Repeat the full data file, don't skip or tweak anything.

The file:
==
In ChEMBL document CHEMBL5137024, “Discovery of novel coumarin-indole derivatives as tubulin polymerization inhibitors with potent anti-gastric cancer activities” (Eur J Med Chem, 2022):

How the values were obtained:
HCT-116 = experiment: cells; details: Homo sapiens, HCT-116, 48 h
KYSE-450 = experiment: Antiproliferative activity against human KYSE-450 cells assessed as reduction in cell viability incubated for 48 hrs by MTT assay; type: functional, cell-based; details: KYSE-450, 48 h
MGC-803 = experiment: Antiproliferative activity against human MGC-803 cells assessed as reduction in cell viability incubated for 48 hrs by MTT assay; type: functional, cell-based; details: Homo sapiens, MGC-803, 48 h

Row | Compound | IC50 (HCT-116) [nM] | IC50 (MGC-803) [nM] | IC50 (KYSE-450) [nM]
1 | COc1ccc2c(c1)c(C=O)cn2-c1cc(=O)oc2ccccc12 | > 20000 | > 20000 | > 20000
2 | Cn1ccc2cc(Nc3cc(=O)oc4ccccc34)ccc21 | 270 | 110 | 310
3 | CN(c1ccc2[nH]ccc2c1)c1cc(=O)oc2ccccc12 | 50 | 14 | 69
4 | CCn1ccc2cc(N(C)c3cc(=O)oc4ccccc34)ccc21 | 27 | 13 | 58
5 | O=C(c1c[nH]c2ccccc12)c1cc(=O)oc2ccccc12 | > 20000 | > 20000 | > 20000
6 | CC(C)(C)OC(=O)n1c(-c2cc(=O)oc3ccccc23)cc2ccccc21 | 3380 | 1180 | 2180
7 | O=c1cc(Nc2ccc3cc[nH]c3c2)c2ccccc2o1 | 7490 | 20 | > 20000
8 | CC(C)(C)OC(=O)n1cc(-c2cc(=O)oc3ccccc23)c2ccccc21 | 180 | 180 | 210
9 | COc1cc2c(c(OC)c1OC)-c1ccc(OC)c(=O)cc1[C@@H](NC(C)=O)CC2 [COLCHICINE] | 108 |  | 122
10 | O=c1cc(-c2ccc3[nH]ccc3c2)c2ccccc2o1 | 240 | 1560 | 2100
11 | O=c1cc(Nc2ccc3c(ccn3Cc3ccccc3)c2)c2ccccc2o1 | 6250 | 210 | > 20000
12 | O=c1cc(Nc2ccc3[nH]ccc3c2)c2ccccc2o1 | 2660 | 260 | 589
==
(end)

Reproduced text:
In ChEMBL document CHEMBL5137024, “Discovery of novel coumarin-indole derivatives as tubulin polymerization inhibitors with potent anti-gastric cancer activities” (Eur J Med Chem, 2022):

How the values were obtained:
HCT-116 = experiment: cells; details: Homo sapiens, HCT-116, 48 h
KYSE-450 = experiment: Antiproliferative activity against human KYSE-450 cells assessed as reduction in cell viability incubated for 48 hrs by MTT assay; type: functional, cell-based; details: KYSE-450, 48 h
MGC-803 = experiment: Antiproliferative activity against human MGC-803 cells assessed as reduction in cell viability incubated for 48 hrs by MTT assay; type: functional, cell-based; details: Homo sapiens, MGC-803, 48 h

Row | Compound | IC50 (HCT-116) [nM] | IC50 (MGC-803) [nM] | IC50 (KYSE-450) [nM]
1 | COc1ccc2c(c1)c(C=O)cn2-c1cc(=O)oc2ccccc12 | > 20000 | > 20000 | > 20000
2 | Cn1ccc2cc(Nc3cc(=O)oc4ccccc34)ccc21 | 270 | 110 | 310
3 | CN(c1ccc2[nH]ccc2c1)c1cc(=O)oc2ccccc12 | 50 | 14 | 69
4 | CCn1ccc2cc(N(C)c3cc(=O)oc4ccccc34)ccc21 | 27 | 13 | 58
5 | O=C(c1c[nH]c2ccccc12)c1cc(=O)oc2ccccc12 | > 20000 | > 20000 | > 20000
6 | CC(C)(C)OC(=O)n1c(-c2cc(=O)oc3ccccc23)cc2ccccc21 | 3380 | 1180 | 2180
7 | O=c1cc(Nc2ccc3cc[nH]c3c2)c2ccccc2o1 | 7490 | 20 | > 20000
8 | CC(C)(C)OC(=O)n1cc(-c2cc(=O)oc3ccccc23)c2ccccc21 | 180 | 180 | 210
9 | COc1cc2c(c(OC)c1OC)-c1ccc(OC)c(=O)cc1[C@@H](NC(C)=O)CC2 [COLCHICINE] | 108 |  | 122
10 | O=c1cc(-c2ccc3[nH]ccc3c2)c2ccccc2o1 | 240 | 1560 | 2100
11 | O=c1cc(Nc2ccc3c(ccn3Cc3ccccc3)c2)c2ccccc2o1 | 6250 | 210 | > 20000
12 | O=c1cc(Nc2ccc3[nH]ccc3c2)c2ccccc2o1 | 2660 | 260 | 589